- Resolution – the ability for two astronomical objects which are close to each to be distinguished as separate objects rather than as one. The bigger the aperture the better the resolution which is due to the way light behaves in physics and the characteristics of the optics. The value of this parameter, measured in angular seconds, can be calculated when we divide the number 140 by the diameter of the main mirror (measured in millimeters).
This is why the simplest rule when choosing a telescope is: the larger the aperture the more powerful the telescope is and thus you can observe fainter objects in greater detail and higher quality. For example a telescope with 200mm can collect 800 times more light than the human eye. In addition to the cost, which increases with a larger aperture, there is another challenge concerning larger telescopes – they require solid mount and are hard to transport. Luckily however there are some very clever designs, one of which is the one we use for our telescopes. It allows for easy disassembly – assembly and transport, even in the trunk of small car.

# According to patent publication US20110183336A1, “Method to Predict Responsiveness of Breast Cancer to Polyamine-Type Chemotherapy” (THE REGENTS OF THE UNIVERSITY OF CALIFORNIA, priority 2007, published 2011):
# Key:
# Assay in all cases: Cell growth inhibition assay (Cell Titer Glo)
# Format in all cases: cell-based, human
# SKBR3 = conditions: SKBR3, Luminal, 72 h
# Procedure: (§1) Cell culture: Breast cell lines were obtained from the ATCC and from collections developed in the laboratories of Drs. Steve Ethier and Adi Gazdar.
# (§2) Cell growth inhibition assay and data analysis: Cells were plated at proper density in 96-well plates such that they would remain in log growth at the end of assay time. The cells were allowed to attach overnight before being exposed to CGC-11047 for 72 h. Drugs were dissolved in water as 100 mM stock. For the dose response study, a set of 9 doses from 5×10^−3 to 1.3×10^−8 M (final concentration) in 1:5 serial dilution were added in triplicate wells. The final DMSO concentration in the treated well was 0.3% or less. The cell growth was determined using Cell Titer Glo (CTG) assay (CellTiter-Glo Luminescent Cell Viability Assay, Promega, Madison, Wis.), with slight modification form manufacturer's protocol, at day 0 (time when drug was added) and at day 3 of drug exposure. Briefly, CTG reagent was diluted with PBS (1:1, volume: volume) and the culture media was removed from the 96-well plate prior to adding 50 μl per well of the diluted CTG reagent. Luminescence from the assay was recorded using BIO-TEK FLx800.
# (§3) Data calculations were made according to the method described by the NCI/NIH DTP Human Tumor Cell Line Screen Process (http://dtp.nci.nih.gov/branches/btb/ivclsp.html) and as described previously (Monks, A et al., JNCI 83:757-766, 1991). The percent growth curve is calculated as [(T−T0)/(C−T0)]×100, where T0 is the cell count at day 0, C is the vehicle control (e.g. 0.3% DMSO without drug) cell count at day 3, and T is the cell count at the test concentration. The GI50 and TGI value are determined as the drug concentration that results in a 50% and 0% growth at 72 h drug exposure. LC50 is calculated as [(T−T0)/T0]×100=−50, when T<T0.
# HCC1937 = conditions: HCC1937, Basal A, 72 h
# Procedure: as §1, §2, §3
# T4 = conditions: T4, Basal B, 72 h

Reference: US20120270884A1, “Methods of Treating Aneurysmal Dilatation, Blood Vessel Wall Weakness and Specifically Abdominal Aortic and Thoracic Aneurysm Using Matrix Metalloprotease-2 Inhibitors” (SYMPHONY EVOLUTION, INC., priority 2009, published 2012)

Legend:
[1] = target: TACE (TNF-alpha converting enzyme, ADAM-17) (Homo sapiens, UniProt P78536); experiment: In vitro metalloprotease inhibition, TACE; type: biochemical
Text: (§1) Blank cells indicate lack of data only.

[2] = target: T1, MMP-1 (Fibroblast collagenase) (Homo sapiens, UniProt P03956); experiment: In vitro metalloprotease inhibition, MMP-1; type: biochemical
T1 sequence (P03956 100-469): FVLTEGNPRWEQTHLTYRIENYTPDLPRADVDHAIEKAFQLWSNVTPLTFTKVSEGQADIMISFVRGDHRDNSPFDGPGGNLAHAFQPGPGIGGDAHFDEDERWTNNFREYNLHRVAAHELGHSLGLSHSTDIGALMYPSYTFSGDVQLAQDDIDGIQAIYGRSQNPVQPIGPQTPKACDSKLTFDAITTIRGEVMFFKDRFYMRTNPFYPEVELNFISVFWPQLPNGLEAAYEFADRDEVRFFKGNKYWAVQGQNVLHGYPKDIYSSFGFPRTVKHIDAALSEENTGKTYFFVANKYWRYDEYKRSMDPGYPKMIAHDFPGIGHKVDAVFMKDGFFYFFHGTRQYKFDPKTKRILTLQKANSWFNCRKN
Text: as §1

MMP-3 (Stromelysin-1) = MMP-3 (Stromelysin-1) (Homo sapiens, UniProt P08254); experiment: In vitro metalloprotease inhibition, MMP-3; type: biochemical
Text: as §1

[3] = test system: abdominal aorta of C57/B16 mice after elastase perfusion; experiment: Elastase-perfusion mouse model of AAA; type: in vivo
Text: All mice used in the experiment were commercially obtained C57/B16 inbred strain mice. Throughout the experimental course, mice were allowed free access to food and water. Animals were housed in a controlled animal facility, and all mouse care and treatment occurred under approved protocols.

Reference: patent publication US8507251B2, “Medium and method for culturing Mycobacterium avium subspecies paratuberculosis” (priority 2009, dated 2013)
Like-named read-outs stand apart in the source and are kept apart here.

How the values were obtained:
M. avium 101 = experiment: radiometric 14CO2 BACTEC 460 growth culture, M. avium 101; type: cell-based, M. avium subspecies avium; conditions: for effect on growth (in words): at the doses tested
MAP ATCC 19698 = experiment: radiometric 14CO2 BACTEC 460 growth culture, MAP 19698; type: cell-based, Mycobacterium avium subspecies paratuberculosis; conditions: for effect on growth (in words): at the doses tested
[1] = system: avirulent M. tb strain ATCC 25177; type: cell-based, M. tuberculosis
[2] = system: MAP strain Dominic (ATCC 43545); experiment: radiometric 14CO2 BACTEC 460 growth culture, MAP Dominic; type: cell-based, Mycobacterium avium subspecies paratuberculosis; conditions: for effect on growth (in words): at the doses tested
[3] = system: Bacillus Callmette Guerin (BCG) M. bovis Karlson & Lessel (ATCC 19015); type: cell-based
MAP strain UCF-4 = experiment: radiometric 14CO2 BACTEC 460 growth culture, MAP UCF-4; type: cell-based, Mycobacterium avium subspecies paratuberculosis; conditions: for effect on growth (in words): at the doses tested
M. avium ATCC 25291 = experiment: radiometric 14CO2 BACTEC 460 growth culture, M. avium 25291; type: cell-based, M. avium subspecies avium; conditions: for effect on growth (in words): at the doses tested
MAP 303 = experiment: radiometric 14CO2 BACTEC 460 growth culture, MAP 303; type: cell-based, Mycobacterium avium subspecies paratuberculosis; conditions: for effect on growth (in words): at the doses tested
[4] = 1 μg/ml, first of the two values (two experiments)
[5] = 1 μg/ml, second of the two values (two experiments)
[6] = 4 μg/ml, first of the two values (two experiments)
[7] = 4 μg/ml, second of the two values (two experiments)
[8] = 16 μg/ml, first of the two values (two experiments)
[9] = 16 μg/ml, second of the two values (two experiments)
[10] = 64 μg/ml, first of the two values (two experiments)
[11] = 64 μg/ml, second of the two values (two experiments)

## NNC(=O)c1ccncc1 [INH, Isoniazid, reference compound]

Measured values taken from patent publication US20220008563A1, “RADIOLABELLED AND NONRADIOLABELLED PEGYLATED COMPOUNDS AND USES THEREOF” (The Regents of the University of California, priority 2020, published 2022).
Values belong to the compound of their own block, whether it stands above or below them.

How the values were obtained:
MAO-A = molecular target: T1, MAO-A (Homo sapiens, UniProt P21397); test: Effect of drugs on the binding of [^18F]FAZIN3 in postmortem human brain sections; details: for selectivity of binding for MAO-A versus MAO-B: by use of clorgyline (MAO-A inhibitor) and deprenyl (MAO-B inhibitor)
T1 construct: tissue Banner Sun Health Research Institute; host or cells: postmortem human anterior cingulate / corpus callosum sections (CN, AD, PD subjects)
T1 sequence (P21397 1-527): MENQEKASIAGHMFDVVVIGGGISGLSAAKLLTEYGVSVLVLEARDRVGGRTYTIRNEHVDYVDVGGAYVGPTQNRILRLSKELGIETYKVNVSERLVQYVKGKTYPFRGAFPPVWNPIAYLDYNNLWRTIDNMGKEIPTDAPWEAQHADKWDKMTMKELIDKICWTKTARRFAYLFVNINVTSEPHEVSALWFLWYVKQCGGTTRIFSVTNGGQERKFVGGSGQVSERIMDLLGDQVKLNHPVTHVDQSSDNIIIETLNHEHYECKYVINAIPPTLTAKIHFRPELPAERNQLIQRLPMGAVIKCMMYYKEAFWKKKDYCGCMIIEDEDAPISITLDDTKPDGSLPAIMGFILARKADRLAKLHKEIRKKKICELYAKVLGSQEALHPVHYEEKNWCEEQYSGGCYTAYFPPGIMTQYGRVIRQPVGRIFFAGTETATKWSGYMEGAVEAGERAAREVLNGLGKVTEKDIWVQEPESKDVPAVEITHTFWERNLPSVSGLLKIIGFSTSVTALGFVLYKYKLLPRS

2. Focal length – this is the distance from the main mirror or the lens to the point where the light coming from the night objects is gathered. In other words, where the eyepiece is. The focal length depends on the radius of the curve of the main mirror (lens).